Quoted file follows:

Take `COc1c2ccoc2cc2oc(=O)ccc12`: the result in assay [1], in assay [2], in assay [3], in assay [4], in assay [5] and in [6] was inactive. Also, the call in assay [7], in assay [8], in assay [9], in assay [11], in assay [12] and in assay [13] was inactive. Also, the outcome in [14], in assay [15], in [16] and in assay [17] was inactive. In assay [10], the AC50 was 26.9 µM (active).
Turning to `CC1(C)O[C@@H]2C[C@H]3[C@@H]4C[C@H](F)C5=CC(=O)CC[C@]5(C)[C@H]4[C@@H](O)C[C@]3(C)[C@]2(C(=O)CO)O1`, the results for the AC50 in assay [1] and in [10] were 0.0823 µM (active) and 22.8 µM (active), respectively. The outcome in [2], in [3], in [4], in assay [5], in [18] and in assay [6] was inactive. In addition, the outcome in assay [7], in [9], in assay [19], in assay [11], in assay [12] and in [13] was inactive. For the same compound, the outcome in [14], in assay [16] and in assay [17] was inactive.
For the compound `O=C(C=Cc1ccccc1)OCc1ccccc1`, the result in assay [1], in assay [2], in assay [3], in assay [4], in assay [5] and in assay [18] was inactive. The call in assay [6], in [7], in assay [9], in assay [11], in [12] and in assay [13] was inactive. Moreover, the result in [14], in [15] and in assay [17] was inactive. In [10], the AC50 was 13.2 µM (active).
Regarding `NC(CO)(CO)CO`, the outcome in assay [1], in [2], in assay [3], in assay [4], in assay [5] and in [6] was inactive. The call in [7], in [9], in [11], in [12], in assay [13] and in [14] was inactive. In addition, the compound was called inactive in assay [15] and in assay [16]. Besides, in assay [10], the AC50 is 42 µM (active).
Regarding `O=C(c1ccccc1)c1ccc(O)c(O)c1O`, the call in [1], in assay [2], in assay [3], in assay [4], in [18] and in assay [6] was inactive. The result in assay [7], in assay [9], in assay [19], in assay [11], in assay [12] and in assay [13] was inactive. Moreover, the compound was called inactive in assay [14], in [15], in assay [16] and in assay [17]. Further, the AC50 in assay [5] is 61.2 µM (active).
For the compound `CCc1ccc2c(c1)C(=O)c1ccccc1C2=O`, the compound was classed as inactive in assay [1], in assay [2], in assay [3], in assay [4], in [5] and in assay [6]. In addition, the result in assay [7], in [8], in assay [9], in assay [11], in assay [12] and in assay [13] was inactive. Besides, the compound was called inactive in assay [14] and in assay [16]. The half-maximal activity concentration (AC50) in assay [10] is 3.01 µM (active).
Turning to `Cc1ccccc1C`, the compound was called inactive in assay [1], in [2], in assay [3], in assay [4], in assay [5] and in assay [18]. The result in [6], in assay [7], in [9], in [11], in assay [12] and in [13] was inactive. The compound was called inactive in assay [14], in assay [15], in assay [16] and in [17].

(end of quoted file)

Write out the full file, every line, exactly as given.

Take `COc1c2ccoc2cc2oc(=O)ccc12`: the result in assay [1], in assay [2], in assay [3], in assay [4], in assay [5] and in [6] was inactive. Also, the call in assay [7], in assay [8], in assay [9], in assay [11], in assay [12] and in assay [13] was inactive. Also, the outcome in [14], in assay [15], in [16] and in assay [17] was inactive. In assay [10], the AC50 was 26.9 µM (active).
Turning to `CC1(C)O[C@@H]2C[C@H]3[C@@H]4C[C@H](F)C5=CC(=O)CC[C@]5(C)[C@H]4[C@@H](O)C[C@]3(C)[C@]2(C(=O)CO)O1`, the results for the AC50 in assay [1] and in [10] were 0.0823 µM (active) and 22.8 µM (active), respectively. The outcome in [2], in [3], in [4], in assay [5], in [18] and in assay [6] was inactive. In addition, the outcome in assay [7], in [9], in assay [19], in assay [11], in assay [12] and in [13] was inactive. For the same compound, the outcome in [14], in assay [16] and in assay [17] was inactive.
For the compound `O=C(C=Cc1ccccc1)OCc1ccccc1`, the result in assay [1], in assay [2], in assay [3], in assay [4], in assay [5] and in assay [18] was inactive. The call in assay [6], in [7], in assay [9], in assay [11], in [12] and in assay [13] was inactive. Moreover, the result in [14], in [15] and in assay [17] was inactive. In [10], the AC50 was 13.2 µM (active).
Regarding `NC(CO)(CO)CO`, the outcome in assay [1], in [2], in assay [3], in assay [4], in assay [5] and in [6] was inactive. The call in [7], in [9], in [11], in [12], in assay [13] and in [14] was inactive. In addition, the compound was called inactive in assay [15] and in assay [16]. Besides, in assay [10], the AC50 is 42 µM (active).
Regarding `O=C(c1ccccc1)c1ccc(O)c(O)c1O`, the call in [1], in assay [2], in assay [3], in assay [4], in [18] and in assay [6] was inactive. The result in assay [7], in assay [9], in assay [19], in assay [11], in assay [12] and in assay [13] was inactive. Moreover, the compound was called inactive in assay [14], in [15], in assay [16] and in assay [17]. Further, the AC50 in assay [5] is 61.2 µM (active).
For the compound `CCc1ccc2c(c1)C(=O)c1ccccc1C2=O`, the compound was classed as inactive in assay [1], in assay [2], in assay [3], in assay [4], in [5] and in assay [6]. In addition, the result in assay [7], in [8], in assay [9], in assay [11], in assay [12] and in assay [13] was inactive. Besides, the compound was called inactive in assay [14] and in assay [16]. The half-maximal activity concentration (AC50) in assay [10] is 3.01 µM (active).
Turning to `Cc1ccccc1C`, the compound was called inactive in assay [1], in [2], in assay [3], in assay [4], in assay [5] and in assay [18]. The result in [6], in assay [7], in [9], in [11], in assay [12] and in [13] was inactive. The compound was called inactive in assay [14], in assay [15], in assay [16] and in [17].